Reliable? As reliable as it gets. That's the beauty of not running a full siphon - it can flow far more than when it's running correctly (i.e. it will siphon -> break -> siphon). Unless there's huge obstruction in the line it will not fail. They have been in use for far longer than either of the full siphon methods..............number of fails other than a clog? Never heard of one.

A 1" durso will flow about 600gph, not 350 for 1.25". Far less than a full siphon but far more than you state.

OP - the best way to get a Durso quiet is to drill holes in the cap/top of the pipe - the part above the T. Drill 4 holes through both the cap & the pipe. Now you can turn the cap to adjust the airflow. Turn down the airflow until you get the siphon/flush -> open it up a tad, it will be as quiet as it will get. When you hear the air sucking sound you have it too far open.
This is great advice and what I do on my durso, using several holes and turning the cap/plug until you get the perfect mixture. I'm running about 550gph thru my 1" durso and you can't hear it even if you stick your head in my sump. The #1 thing people say when they come over to check out my tank is how quiet it is. I have never had a single problem in over 9 years using a durso.


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Old 04/05/2012, 06:09 AM   #14
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Originally Posted by uncleof6 View Post
............So to revisit, the Durso and Stockman mods are simply ways of trying to control the amount of air introduced into the standpipe, creating a balance somewhere between turbulent flow and a full siphon. This makes the setup very unstable and requires constant adjustment, not to mention that the setup is never truly silent or safe!"..............
And I can link to unreferenced Wiki pages, so what? About as valid as "I saw bigfoot" or "I saw a UFO". But carry on, I enjoy verbal "loose stools". I have no real interest in information from those who's only real claim to fame is the dogged determination to continue pontificating until the other party has given up.

Utter rubbish. It may not be 100% silent but it's certainly proven to be reliable. It may not be a high flow application but that's what we deal with for the most part - low flow applications. A full siphon on a 1" drain is what? Something like 2000 gph? And how many are using amount of flow? Not many I'd wager..........hence the common use of a valve to maintain the siphon..........which leads to -

Constant adjustment? That's rubbish, if anything needs constant adjustment it's a full siphon system. The flow changes & the siphon needs adjustment to maintain the desired functionality. This occurs frequently. Clean the pump = more flow & needs adjustment. Pump gets dirty = less flow & needs adjustment. What happens in the former case? Oh damn, that's right water level rises until it hits.....wait for it....the air beind water secondary drain which is noisy. In the later case the drain loses siphon and becomes....oh damn....an air behind water drain.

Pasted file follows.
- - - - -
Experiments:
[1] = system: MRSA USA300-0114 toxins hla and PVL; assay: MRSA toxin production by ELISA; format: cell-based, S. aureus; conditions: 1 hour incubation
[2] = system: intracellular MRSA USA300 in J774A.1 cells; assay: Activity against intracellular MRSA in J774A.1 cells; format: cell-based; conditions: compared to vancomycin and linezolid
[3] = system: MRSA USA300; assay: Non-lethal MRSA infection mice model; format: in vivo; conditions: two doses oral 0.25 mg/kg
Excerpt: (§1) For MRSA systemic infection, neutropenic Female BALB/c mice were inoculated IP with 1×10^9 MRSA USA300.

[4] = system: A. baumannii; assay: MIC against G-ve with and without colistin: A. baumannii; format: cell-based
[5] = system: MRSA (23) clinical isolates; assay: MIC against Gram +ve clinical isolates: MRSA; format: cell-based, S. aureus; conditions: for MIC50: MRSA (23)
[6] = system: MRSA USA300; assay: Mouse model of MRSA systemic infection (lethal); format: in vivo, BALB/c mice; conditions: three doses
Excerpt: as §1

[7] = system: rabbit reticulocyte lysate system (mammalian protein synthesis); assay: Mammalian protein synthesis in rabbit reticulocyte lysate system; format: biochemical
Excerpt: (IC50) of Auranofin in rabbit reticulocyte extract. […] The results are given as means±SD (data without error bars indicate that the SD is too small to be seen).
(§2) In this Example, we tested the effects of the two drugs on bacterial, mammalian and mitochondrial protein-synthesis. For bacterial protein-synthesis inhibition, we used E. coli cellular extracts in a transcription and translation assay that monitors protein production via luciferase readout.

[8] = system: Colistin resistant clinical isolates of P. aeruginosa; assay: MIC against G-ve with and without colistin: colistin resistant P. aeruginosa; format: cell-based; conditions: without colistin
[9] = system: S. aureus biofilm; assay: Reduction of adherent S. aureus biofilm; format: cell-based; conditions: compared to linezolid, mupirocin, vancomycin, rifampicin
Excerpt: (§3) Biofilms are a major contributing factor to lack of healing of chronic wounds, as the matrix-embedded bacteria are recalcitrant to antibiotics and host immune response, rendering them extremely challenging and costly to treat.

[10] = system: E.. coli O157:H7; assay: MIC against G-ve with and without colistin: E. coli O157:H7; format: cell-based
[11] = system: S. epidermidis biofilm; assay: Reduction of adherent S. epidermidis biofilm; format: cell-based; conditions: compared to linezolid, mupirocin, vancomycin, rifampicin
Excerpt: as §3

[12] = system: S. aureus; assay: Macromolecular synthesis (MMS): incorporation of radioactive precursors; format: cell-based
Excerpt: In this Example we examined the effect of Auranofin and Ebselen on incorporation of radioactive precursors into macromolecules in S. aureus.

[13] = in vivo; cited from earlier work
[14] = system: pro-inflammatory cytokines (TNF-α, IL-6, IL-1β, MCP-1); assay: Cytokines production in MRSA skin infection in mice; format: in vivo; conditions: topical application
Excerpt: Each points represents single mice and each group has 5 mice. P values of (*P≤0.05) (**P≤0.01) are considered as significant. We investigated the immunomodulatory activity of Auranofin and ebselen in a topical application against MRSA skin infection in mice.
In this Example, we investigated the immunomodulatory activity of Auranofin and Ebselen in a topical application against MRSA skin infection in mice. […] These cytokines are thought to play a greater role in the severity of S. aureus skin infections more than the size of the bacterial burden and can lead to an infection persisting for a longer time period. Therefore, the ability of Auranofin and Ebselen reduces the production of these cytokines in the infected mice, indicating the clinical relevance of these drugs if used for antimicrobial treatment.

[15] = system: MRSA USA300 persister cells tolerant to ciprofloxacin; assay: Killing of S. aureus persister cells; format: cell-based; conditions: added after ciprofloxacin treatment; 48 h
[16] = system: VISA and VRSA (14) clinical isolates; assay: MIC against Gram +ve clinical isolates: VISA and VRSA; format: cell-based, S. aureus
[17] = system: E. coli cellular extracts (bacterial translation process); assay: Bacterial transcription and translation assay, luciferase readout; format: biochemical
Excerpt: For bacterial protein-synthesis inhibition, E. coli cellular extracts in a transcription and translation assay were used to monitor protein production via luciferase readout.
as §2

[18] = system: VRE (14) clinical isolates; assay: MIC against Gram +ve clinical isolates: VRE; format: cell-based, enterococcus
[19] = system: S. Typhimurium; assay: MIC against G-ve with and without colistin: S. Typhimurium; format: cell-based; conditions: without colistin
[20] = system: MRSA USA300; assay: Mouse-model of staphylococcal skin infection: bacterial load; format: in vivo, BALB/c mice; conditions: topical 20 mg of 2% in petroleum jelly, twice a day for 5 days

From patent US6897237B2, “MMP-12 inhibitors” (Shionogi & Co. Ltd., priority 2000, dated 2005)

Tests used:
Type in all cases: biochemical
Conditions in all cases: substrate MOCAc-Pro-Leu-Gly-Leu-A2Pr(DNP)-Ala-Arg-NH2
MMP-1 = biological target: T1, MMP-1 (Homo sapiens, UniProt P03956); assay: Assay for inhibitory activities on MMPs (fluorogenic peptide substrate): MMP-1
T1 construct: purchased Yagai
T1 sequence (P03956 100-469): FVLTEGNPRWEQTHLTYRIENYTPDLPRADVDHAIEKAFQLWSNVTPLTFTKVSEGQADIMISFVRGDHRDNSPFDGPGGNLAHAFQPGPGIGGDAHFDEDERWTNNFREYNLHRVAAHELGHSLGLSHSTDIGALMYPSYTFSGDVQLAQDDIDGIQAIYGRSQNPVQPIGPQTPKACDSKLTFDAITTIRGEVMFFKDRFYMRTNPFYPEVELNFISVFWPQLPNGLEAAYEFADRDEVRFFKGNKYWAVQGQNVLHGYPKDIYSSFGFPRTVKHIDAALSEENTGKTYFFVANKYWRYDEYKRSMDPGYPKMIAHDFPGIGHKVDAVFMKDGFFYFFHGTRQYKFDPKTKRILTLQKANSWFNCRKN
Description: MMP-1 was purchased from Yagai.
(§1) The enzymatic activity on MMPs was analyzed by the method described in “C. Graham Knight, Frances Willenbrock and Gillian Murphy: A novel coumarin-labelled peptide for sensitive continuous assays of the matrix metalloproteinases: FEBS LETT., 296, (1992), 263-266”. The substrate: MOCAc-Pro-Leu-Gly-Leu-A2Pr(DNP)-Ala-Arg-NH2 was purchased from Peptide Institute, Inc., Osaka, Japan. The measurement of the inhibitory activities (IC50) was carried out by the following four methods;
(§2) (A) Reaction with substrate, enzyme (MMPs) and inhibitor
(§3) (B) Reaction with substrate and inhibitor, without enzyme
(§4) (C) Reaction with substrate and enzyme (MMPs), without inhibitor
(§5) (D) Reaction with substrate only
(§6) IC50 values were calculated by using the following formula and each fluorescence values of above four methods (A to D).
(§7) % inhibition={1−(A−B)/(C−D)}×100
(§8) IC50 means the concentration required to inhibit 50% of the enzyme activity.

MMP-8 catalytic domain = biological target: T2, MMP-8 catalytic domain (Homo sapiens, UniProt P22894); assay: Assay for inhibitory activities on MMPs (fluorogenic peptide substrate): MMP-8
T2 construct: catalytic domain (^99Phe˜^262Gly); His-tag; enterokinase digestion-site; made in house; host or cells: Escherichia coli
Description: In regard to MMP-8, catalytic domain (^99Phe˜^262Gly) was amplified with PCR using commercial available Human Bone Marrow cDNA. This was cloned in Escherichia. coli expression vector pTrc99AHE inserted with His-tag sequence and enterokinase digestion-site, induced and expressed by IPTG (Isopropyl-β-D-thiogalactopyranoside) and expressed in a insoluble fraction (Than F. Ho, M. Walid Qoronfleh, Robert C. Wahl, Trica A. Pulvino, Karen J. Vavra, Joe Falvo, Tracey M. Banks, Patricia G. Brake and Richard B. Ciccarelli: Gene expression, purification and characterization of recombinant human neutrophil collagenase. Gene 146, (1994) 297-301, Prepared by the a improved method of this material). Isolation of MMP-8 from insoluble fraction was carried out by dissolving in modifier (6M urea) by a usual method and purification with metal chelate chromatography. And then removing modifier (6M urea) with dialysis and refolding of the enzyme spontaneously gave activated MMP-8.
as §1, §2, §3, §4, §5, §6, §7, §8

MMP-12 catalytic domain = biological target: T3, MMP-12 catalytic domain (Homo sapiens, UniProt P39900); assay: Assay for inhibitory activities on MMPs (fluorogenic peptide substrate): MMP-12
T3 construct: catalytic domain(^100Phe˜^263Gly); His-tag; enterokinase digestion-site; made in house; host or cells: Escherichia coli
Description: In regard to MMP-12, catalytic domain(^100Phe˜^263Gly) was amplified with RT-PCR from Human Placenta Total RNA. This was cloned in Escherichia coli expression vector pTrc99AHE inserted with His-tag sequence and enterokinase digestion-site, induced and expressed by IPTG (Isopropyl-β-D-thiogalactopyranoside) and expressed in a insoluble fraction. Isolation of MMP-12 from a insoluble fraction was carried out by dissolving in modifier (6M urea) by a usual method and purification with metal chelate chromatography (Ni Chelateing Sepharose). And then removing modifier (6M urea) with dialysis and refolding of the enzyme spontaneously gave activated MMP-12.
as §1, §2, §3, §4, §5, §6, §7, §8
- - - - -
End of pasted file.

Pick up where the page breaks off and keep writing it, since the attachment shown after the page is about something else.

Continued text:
An air behind water drain can run anywhere from little to a full siphon without any adjustment......the only repercussion being noise.

The single issue is having a single drain & while redundancy is always better there are occasions where it's just not feasable.


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Old 04/05/2012, 02:12 PM   #15
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I have a Mag 9.5 as well, but a durso on a 1.5" drain with 1.5" PVC.

My top cap has two holes, roughly 3/16" dia each. My suggestion would be to drill a second hole, start at 1/8" and go from there. Mine is not silent but is quiet enough for me.

My drain pipe is submerged in the sump, but is still louder than the Durso. The loudest component of my system are the drain pipe and fans on my ATI sunpower. The durso is 3rd in line, tied with the Mag 9.5.


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Old 04/05/2012, 03:26 PM   #16
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Quote:
Originally Posted by ErikS View Post
And I can link to unreferenced Wiki pages, so what? About as valid as "I saw bigfoot" or "I saw a UFO". But carry on, I enjoy verbal "loose stools". I have no real interest in information from those who's only real claim to fame is the dogged determination to continue pontificating until the other party has given up.

Interesting, but that is not from an unreferenced wiki page. In fact here is the link:

http://www.beananimal.com/projects/s...ow-system.aspx

Utter rubbish. It may not be 100% silent but it's certainly proven to be reliable. It may not be a high flow application but that's what we deal with for the most part - low flow applications. A full siphon on a 1" drain is what? Something like 2000 gph? And how many are using amount of flow? Not many I'd wager..........hence the common use of a valve to maintain the siphon..........which leads to -

Constant adjustment? That's rubbish, if anything needs constant adjustment it's a full siphon system. The flow changes & the siphon needs adjustment to maintain the desired functionality. This occurs frequently. Clean the pump = more flow & needs adjustment. Pump gets dirty = less flow & needs adjustment. What happens in the former case? Oh damn, that's right water level rises until it hits.....wait for it....the air beind water secondary drain which is noisy. In the later case the drain loses siphon and becomes....oh damn....an air behind water drain.